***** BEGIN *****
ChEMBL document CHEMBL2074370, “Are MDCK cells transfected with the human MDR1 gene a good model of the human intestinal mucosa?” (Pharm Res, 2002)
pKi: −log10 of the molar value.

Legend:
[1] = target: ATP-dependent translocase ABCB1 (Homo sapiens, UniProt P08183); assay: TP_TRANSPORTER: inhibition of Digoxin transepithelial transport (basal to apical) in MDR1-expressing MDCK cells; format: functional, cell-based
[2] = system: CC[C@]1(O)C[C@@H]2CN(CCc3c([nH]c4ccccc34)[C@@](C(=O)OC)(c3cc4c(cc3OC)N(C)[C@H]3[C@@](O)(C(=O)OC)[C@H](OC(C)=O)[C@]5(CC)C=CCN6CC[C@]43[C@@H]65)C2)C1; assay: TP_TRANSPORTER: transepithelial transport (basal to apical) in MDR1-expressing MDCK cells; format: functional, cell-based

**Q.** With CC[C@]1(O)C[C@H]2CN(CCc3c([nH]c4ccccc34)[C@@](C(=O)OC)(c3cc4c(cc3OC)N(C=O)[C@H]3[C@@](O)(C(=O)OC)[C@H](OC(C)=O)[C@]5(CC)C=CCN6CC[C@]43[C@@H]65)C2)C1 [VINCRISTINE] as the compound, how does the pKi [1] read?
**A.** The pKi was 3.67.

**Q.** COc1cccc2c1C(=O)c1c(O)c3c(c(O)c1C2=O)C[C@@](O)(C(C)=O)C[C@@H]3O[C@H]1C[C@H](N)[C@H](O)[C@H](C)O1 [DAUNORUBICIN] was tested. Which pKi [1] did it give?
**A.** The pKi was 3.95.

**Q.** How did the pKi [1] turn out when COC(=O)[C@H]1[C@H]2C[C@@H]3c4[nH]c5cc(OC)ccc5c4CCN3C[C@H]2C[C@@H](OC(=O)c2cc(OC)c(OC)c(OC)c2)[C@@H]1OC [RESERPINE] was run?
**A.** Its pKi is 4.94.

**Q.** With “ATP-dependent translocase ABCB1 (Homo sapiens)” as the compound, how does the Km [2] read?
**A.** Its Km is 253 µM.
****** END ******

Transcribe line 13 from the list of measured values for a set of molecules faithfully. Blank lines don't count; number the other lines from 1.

**A.** Its Km is 253 µM.